As a result, independent bookshops like Gay’s The Word offer a consumer experience that cannot be rivalled by the likes of chain bookshops or websites. Unlike online retailers, which algorithmically position publications that are already bestsellers at the top of any webpage, the welcoming atmosphere in Gay’s The Word encourages customers to leisurely peruse what’s on offer. This meditative and methodical act of buying a book in person - picking up a cover that catches your eye, flipping through the pages, and breathing in that intoxicating scent – is totally lost online, where a purchase can be made in just a few, impersonal clicks. I left the shop not just with a new book under my arm and a badge on my lapel, but with the feeling that I was part of something bigger and more beautiful. Leaving the shop, I floated out into the sunny streets of Bloomsbury with an emboldening feeling of warmth and solidarity.
© Ru Pearson
Of course, queer people don’t just “come out” in June; we are here all year round. Providing an oasis for queer booklovers, Gay’s The Word is a remarkable institution that supports and uplifts the LGBTQ+ community in a way that should be commonplace. Within the walls of Gay’s The Word, tolerance is a given. Anyone is welcome; it is a space of pure, unquestioned acceptance. Yet, even in the twenty-first century, this is rare. What is more, it cannot be ignored that, while Pride celebrations grow bigger and bolder with every coming year, the rate of hate crimes against gay and transgender people rose by forty-two and fifty-six percent, respectively, in 2022. Facilitating open conversation, platforming upcoming authors and marginalised perspectives, and providing a sense of community to those most marginalised in society, spaces like Gay’s The Word are therefore as important as ever. So whether you’re searching for guidance on coming out or looking to add another queer history book to your collection this Pride Month, consider a visit to Gay’s The Word. I guarantee you will find what you are looking for.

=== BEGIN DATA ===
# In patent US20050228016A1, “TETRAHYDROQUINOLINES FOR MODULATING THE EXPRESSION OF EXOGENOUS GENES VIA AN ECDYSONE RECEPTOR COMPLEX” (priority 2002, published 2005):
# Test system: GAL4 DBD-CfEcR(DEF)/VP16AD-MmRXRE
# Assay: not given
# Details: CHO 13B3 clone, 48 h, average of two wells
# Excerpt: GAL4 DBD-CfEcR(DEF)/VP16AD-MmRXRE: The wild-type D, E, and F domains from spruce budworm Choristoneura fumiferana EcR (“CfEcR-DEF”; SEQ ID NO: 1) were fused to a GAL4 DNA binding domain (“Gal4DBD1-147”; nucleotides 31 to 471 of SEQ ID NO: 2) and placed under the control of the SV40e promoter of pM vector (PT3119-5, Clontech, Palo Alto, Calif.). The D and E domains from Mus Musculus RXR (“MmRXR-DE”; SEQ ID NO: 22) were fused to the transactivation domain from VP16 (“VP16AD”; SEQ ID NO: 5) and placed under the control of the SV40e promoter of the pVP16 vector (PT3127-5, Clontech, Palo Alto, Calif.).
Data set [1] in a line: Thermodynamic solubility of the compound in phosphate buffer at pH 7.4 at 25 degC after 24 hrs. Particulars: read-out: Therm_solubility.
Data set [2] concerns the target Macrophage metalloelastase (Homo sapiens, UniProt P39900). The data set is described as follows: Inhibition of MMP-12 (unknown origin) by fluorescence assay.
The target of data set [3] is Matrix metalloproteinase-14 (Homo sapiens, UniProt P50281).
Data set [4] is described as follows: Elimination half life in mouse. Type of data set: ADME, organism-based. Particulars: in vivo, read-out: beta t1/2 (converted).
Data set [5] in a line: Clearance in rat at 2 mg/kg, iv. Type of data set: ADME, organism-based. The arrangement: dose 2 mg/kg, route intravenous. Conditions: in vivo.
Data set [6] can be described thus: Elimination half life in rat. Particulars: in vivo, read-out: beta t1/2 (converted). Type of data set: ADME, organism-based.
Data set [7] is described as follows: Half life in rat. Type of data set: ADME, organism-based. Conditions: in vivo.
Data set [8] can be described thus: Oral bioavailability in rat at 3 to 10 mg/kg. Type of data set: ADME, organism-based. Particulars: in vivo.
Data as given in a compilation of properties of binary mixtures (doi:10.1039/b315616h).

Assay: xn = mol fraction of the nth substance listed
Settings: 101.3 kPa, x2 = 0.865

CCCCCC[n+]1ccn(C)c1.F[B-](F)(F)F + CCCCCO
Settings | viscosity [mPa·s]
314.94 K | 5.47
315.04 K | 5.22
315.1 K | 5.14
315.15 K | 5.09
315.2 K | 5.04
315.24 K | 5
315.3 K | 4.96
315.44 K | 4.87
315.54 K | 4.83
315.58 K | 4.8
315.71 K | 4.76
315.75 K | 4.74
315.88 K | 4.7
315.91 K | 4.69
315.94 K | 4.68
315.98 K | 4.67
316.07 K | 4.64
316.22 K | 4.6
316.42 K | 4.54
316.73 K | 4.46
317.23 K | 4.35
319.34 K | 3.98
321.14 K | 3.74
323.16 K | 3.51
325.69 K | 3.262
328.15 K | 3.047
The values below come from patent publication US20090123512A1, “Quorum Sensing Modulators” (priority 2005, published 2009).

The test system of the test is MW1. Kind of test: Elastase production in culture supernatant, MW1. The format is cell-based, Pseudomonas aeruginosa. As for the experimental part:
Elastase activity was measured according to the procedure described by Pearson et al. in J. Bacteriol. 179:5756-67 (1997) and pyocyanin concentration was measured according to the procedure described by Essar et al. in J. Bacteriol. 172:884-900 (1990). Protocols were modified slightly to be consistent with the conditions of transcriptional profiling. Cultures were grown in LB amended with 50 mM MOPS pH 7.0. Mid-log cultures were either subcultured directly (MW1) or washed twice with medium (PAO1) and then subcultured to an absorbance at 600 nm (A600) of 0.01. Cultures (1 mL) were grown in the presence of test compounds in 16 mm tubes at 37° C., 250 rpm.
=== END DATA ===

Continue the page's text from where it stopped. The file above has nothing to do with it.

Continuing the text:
© Ru Pearson
Here are some book recommendations from Gay's the Word's bestseller list:
'Young Mungo' by Douglas Stewart
"The extraordinary, powerful second novel from the Booker Prize-winning author of Shuggie Bain, Young Mungo is both a vivid portrayal of working-class life and the deeply moving story of the dangerous first love of two young men: Mungo and James." - Gay's The Word
'Night Sky With Exit Wounds' by Ocean Vuong
"An extraordinary debut from a young Vietnamese American, Night Sky with Exit Wounds is a book of poetry unlike any other.
Steeped in war and cultural upheaval and wielding a fresh new language, Vuong writes about the most profound subjects – love and loss, conflict, grief, memory and desire – and attends to them all with lines that feel newly-minted, graceful in their cadences, passionate and hungry in their tender, close attention." - Gay's The Word
'The Secret Lives of Church Ladies', Deesha Philyaw
"An intimate, irresistible collection of stories about the hidden desires of church-going Black women." - Gay's The Word
'Pageboy: A Memoir' by Elliot Page
“Full of behind-the-scenes details and intimate interrogations on sex, love, trauma, and Hollywood, Pageboy is the story of a life pushed to the brink. But at its core, this beautifully written, winding journey of what it means to untangle ourselves from the expectations of others is an ode to stepping into who we truly are with defiance, strength, and joy.” - Gay's The Word